The problem is simple – and it’s also one that’s being faced by most states around the country. South Dakota’s gas tax has been levied at a rate of 24 cents per gallon for close to a decade. With inflation and improving vehicle fuel efficiency eroding the value of that tax, the state is now facing a shortfall of transportation revenues. As a result, South Dakota has grown increasingly incapable of paying for routine road maintenance, much less improvements to its transportation system.
Thankfully, the South Dakota Joint Transportation Committee took the obviously needed, but politically difficult step of approving a bill that would raise the gas tax, among other transportation-related revenue sources.
Specifically, the committee approved a bill raising the gas tax by 10 cents (to be phased-in by 2012), and increasing the vehicle sales excise tax from 3% to 4% (also to be phased-in by 2012). Annual vehicle registration fees would also be increased, and heavier vehicles would be required to pay more in fees.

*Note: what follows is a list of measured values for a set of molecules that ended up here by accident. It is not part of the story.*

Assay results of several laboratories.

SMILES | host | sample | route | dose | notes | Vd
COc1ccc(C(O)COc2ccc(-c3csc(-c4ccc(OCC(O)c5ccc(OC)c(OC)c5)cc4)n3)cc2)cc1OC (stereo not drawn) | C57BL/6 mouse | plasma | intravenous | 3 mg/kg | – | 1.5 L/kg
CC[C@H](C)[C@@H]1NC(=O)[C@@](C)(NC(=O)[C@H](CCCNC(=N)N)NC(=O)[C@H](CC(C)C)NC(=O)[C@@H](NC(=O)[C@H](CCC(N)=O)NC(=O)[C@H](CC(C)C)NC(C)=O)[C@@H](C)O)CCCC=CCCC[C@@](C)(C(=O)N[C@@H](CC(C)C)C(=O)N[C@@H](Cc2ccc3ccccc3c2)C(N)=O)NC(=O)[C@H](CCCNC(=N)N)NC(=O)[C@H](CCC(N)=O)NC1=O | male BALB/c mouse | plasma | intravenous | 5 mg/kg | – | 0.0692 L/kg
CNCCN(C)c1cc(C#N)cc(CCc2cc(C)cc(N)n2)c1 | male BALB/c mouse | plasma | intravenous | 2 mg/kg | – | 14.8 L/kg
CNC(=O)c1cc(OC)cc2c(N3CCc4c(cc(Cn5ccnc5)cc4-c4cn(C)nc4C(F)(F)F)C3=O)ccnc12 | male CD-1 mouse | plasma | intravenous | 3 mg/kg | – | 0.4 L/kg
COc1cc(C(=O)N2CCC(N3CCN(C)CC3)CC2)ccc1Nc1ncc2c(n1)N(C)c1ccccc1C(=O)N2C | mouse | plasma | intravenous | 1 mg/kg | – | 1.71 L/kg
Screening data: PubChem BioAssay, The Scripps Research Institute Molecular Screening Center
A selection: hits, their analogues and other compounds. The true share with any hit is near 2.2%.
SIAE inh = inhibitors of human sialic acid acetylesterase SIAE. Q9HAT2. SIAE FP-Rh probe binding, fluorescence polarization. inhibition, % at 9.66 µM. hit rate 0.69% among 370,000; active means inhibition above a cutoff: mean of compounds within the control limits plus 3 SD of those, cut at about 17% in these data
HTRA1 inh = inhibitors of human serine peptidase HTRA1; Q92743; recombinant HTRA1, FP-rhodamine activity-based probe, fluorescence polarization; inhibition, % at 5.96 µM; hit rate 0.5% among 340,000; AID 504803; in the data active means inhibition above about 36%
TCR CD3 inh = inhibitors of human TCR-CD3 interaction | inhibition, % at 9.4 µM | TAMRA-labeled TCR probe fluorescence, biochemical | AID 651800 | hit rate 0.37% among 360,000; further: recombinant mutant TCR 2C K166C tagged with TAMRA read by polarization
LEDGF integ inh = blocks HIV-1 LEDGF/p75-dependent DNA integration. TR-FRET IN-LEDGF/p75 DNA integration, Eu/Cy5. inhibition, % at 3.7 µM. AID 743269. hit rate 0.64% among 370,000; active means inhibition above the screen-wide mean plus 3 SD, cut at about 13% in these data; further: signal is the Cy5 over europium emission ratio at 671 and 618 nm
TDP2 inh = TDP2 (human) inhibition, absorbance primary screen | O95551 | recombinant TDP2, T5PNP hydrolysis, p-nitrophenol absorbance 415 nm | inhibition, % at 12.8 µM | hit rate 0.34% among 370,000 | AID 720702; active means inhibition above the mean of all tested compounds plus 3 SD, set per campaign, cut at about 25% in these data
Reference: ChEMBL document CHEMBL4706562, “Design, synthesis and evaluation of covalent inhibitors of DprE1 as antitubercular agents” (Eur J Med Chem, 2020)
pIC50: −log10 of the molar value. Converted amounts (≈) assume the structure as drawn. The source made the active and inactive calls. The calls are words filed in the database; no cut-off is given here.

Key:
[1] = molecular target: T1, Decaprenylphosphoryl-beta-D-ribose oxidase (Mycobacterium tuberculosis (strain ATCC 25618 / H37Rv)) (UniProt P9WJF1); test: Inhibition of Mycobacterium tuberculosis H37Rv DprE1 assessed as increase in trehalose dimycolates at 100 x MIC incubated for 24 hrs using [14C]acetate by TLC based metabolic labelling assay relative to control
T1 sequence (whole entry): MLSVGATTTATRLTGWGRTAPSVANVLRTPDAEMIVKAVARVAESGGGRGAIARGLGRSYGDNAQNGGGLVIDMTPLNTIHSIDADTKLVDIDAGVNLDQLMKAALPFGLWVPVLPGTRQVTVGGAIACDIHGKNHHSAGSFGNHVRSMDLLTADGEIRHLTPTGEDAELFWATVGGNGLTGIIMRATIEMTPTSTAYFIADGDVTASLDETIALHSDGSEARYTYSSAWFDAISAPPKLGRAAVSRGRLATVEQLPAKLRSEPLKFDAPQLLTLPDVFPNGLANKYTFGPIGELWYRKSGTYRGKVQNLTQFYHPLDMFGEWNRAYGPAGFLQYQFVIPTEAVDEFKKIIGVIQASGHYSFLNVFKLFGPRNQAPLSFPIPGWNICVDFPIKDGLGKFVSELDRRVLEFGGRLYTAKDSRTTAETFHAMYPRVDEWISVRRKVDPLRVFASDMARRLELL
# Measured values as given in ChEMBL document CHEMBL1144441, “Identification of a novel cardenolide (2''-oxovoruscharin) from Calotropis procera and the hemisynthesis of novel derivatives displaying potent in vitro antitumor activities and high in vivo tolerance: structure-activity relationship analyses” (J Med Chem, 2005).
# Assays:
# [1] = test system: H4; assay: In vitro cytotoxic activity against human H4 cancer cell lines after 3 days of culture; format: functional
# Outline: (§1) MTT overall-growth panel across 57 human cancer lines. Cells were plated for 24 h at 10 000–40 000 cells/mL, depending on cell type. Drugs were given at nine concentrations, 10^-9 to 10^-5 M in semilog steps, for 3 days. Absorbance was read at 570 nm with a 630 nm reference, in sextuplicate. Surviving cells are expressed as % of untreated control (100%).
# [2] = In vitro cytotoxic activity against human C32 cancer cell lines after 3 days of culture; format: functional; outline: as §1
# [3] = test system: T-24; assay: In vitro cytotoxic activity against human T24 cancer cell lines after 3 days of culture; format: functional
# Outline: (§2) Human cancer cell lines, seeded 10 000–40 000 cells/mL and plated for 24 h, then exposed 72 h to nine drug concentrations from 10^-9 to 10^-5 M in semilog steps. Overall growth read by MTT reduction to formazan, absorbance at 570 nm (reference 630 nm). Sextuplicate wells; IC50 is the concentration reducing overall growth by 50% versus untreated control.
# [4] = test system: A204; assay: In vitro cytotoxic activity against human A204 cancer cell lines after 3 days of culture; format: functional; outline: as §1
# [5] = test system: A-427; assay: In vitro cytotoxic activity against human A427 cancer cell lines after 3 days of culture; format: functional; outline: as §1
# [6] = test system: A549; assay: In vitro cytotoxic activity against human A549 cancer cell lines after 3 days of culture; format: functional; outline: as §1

The plan is both straightforward and effective, and its broad outlines should be examined by the multitude of other states facing dwindling transportation revenue streams. The downside to the plan is its regressivity. Should the bill become law, lower- and moderate-income families can be expected to pay a disproportionate share of their incomes in tax as a result of these tax and fee increases. For this reason, South Dakota should consider providing some offsetting relief to low-income families, similar to what it already does with the state’s grocery tax via its low-income refund program. In states with EITCs or other low-income credits, the options for providing low-income relief to offset the regressivity of gas tax and fee hikes are even more straightforward.